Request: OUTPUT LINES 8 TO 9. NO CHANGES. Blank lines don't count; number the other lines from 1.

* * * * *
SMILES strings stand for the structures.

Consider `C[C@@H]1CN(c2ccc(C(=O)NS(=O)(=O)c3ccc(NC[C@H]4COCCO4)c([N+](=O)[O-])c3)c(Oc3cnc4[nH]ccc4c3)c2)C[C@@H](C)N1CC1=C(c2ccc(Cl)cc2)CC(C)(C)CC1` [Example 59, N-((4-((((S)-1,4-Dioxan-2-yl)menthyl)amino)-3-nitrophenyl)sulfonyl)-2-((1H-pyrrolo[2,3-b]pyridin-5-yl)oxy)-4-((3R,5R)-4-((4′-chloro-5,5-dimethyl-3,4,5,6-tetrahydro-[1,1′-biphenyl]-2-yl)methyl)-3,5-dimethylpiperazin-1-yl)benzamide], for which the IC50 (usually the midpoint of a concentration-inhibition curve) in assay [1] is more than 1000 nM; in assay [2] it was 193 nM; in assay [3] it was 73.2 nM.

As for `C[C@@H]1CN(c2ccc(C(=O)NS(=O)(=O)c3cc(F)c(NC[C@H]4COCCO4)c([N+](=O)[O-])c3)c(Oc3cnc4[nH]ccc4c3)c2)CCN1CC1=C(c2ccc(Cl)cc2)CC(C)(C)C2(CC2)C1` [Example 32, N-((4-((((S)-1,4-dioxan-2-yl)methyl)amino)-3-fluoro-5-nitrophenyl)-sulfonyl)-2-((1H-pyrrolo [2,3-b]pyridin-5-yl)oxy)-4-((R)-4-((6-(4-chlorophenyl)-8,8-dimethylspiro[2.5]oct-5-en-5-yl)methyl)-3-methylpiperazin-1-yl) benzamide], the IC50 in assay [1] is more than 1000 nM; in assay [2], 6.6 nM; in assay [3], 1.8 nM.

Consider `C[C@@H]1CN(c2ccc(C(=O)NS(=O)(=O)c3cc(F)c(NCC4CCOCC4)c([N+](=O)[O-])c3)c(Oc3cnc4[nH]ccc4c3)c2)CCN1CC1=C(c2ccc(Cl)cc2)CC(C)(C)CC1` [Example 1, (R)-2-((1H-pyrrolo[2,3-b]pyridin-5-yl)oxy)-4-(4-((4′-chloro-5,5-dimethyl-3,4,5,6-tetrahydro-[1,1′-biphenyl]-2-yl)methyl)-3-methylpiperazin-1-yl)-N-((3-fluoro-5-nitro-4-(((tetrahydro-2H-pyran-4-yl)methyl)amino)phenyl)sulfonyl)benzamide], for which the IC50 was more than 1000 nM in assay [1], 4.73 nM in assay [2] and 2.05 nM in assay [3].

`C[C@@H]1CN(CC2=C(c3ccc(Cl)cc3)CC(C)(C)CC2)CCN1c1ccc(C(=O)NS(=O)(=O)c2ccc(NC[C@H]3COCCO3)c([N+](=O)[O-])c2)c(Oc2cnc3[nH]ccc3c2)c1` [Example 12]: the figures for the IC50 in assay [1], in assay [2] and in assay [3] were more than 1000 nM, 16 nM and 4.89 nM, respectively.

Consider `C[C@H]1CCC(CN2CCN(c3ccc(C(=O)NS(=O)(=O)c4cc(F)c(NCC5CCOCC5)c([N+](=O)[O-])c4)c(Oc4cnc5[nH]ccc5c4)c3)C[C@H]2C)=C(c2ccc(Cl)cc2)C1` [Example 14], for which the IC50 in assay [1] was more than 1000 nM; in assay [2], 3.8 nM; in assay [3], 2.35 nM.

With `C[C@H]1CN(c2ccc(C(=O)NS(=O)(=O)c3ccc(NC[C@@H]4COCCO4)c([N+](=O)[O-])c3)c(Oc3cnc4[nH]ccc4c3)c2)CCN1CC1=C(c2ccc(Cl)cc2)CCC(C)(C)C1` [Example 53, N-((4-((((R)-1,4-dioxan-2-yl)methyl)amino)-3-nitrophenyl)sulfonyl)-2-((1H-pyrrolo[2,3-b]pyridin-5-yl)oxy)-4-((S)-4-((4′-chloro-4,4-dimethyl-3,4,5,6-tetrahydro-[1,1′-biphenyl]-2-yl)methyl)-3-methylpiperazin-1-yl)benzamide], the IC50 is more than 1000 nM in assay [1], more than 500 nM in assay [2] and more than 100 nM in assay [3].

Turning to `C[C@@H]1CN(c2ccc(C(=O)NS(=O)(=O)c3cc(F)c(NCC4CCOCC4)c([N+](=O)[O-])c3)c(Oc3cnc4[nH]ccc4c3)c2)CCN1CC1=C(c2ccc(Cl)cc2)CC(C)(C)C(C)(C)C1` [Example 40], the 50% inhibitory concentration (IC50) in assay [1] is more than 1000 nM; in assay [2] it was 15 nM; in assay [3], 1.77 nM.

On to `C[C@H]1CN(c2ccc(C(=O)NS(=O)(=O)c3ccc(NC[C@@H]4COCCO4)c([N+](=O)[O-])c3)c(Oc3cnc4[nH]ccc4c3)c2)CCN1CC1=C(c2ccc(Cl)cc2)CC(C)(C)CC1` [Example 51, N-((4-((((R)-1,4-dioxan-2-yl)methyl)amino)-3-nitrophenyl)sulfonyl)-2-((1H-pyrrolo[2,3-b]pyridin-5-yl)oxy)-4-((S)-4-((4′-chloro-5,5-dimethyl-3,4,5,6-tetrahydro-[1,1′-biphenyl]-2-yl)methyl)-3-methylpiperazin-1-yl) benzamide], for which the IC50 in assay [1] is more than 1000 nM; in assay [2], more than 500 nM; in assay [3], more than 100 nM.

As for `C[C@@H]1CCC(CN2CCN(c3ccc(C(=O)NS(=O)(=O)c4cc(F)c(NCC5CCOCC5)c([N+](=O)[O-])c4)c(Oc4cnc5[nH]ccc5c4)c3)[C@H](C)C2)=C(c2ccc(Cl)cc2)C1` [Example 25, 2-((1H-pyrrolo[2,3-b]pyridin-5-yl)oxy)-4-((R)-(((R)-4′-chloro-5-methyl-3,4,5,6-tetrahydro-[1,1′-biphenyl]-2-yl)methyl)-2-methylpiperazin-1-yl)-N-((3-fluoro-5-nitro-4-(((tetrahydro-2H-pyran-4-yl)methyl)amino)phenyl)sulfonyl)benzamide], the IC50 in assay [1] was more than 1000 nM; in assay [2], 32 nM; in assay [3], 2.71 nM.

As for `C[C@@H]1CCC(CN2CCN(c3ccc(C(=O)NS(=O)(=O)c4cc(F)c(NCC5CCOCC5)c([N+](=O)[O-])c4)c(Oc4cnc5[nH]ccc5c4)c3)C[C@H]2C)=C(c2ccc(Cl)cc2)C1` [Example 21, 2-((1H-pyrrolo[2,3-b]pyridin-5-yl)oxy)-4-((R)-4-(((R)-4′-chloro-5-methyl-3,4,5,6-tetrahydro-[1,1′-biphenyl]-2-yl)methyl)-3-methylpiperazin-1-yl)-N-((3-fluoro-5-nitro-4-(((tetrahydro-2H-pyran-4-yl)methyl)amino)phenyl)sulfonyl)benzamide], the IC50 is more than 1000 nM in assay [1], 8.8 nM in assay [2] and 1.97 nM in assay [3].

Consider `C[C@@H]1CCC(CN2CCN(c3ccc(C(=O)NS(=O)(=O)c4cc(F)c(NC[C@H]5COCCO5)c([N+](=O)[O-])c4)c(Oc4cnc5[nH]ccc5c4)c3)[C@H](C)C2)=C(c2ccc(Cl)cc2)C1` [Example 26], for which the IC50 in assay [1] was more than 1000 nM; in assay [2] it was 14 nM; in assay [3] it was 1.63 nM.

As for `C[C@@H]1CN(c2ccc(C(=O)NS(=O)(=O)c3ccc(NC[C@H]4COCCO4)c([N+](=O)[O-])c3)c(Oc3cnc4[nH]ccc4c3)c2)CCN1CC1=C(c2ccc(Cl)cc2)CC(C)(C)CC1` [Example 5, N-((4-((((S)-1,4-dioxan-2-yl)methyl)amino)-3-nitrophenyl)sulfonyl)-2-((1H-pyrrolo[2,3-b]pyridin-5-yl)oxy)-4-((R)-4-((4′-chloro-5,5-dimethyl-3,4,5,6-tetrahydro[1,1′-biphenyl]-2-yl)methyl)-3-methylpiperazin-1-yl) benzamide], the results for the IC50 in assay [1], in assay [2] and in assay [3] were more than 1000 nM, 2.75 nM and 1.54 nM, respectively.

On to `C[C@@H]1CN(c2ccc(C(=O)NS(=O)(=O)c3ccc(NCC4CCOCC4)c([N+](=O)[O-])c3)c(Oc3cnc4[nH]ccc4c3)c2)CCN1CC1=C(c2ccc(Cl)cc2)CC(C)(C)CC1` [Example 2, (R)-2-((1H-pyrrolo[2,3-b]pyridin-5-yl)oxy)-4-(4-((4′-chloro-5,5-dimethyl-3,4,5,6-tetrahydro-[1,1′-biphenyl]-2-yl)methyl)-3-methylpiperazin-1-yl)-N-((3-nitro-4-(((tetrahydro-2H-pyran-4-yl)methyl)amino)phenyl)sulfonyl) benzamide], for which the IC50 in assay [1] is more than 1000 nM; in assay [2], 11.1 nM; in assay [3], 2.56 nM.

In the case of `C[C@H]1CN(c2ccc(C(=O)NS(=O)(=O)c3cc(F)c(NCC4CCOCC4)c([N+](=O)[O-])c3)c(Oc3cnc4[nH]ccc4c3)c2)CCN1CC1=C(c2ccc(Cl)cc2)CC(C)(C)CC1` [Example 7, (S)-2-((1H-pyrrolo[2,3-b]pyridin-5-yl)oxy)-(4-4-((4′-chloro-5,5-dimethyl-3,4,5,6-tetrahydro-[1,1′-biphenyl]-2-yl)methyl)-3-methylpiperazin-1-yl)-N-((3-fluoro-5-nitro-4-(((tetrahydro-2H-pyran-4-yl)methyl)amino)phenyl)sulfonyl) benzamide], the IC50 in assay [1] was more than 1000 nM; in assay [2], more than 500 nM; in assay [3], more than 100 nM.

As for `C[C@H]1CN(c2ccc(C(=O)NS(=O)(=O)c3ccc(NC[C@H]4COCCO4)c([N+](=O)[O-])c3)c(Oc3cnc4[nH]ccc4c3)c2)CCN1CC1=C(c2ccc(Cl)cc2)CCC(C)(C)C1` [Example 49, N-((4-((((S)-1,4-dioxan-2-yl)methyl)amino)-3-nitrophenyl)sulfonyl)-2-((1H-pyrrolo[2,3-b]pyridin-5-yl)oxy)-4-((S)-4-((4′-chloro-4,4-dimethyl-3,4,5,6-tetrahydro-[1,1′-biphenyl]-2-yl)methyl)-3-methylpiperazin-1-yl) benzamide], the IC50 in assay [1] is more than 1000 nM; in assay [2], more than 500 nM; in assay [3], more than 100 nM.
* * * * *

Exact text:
Turning to `C[C@@H]1CN(c2ccc(C(=O)NS(=O)(=O)c3cc(F)c(NCC4CCOCC4)c([N+](=O)[O-])c3)c(Oc3cnc4[nH]ccc4c3)c2)CCN1CC1=C(c2ccc(Cl)cc2)CC(C)(C)C(C)(C)C1` [Example 40], the 50% inhibitory concentration (IC50) in assay [1] is more than 1000 nM; in assay [2] it was 15 nM; in assay [3], 1.77 nM.

On to `C[C@H]1CN(c2ccc(C(=O)NS(=O)(=O)c3ccc(NC[C@@H]4COCCO4)c([N+](=O)[O-])c3)c(Oc3cnc4[nH]ccc4c3)c2)CCN1CC1=C(c2ccc(Cl)cc2)CC(C)(C)CC1` [Example 51, N-((4-((((R)-1,4-dioxan-2-yl)methyl)amino)-3-nitrophenyl)sulfonyl)-2-((1H-pyrrolo[2,3-b]pyridin-5-yl)oxy)-4-((S)-4-((4′-chloro-5,5-dimethyl-3,4,5,6-tetrahydro-[1,1′-biphenyl]-2-yl)methyl)-3-methylpiperazin-1-yl) benzamide], for which the IC50 in assay [1] is more than 1000 nM; in assay [2], more than 500 nM; in assay [3], more than 100 nM.